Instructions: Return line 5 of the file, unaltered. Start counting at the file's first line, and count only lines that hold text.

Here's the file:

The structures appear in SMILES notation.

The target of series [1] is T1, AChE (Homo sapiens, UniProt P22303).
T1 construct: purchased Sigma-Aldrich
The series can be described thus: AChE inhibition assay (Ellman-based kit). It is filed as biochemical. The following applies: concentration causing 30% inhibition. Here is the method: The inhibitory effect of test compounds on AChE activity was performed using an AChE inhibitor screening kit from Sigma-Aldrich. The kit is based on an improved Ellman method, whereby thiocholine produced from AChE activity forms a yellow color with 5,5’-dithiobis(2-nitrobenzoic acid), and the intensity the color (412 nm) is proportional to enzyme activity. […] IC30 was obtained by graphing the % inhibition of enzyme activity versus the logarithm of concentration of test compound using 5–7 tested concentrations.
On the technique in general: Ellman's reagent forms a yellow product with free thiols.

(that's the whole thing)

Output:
On the technique in general: Ellman's reagent forms a yellow product with free thiols.